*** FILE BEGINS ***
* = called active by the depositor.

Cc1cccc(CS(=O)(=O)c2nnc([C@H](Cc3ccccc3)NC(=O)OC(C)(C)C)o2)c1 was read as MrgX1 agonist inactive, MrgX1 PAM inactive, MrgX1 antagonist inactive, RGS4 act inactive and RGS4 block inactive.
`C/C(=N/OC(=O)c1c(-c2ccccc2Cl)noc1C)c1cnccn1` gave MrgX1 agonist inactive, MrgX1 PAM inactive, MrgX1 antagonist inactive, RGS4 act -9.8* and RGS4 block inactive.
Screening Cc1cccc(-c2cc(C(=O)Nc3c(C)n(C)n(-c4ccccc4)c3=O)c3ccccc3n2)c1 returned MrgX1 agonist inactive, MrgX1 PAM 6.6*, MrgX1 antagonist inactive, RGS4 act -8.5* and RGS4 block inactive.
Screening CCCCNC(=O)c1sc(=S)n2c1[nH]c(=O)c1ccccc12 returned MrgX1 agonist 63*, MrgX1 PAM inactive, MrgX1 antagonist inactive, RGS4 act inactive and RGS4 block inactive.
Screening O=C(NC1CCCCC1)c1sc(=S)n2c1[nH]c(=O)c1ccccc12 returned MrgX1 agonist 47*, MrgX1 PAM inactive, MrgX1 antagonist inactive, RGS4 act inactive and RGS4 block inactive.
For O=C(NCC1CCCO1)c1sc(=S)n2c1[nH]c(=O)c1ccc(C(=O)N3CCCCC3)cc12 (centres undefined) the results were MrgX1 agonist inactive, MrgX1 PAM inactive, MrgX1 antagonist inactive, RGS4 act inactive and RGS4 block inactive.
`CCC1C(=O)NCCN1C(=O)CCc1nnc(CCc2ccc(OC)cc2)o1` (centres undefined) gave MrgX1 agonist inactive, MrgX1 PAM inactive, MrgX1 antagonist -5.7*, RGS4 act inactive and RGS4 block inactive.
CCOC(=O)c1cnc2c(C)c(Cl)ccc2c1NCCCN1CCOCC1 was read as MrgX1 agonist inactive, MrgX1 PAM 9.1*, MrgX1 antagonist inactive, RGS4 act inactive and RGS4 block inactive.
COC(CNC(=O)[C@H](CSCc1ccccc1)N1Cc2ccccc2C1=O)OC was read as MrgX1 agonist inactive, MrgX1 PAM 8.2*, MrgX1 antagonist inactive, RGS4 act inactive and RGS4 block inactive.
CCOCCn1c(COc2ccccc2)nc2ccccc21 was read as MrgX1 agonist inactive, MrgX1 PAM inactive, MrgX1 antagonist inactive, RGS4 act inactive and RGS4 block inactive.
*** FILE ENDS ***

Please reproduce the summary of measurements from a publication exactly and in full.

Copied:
* = called active by the depositor.

Cc1cccc(CS(=O)(=O)c2nnc([C@H](Cc3ccccc3)NC(=O)OC(C)(C)C)o2)c1 was read as MrgX1 agonist inactive, MrgX1 PAM inactive, MrgX1 antagonist inactive, RGS4 act inactive and RGS4 block inactive.
`C/C(=N/OC(=O)c1c(-c2ccccc2Cl)noc1C)c1cnccn1` gave MrgX1 agonist inactive, MrgX1 PAM inactive, MrgX1 antagonist inactive, RGS4 act -9.8* and RGS4 block inactive.
Screening Cc1cccc(-c2cc(C(=O)Nc3c(C)n(C)n(-c4ccccc4)c3=O)c3ccccc3n2)c1 returned MrgX1 agonist inactive, MrgX1 PAM 6.6*, MrgX1 antagonist inactive, RGS4 act -8.5* and RGS4 block inactive.
Screening CCCCNC(=O)c1sc(=S)n2c1[nH]c(=O)c1ccccc12 returned MrgX1 agonist 63*, MrgX1 PAM inactive, MrgX1 antagonist inactive, RGS4 act inactive and RGS4 block inactive.
Screening O=C(NC1CCCCC1)c1sc(=S)n2c1[nH]c(=O)c1ccccc12 returned MrgX1 agonist 47*, MrgX1 PAM inactive, MrgX1 antagonist inactive, RGS4 act inactive and RGS4 block inactive.
For O=C(NCC1CCCO1)c1sc(=S)n2c1[nH]c(=O)c1ccc(C(=O)N3CCCCC3)cc12 (centres undefined) the results were MrgX1 agonist inactive, MrgX1 PAM inactive, MrgX1 antagonist inactive, RGS4 act inactive and RGS4 block inactive.
`CCC1C(=O)NCCN1C(=O)CCc1nnc(CCc2ccc(OC)cc2)o1` (centres undefined) gave MrgX1 agonist inactive, MrgX1 PAM inactive, MrgX1 antagonist -5.7*, RGS4 act inactive and RGS4 block inactive.
CCOC(=O)c1cnc2c(C)c(Cl)ccc2c1NCCCN1CCOCC1 was read as MrgX1 agonist inactive, MrgX1 PAM 9.1*, MrgX1 antagonist inactive, RGS4 act inactive and RGS4 block inactive.
COC(CNC(=O)[C@H](CSCc1ccccc1)N1Cc2ccccc2C1=O)OC was read as MrgX1 agonist inactive, MrgX1 PAM 8.2*, MrgX1 antagonist inactive, RGS4 act inactive and RGS4 block inactive.
CCOCCn1c(COc2ccccc2)nc2ccccc21 was read as MrgX1 agonist inactive, MrgX1 PAM inactive, MrgX1 antagonist inactive, RGS4 act inactive and RGS4 block inactive.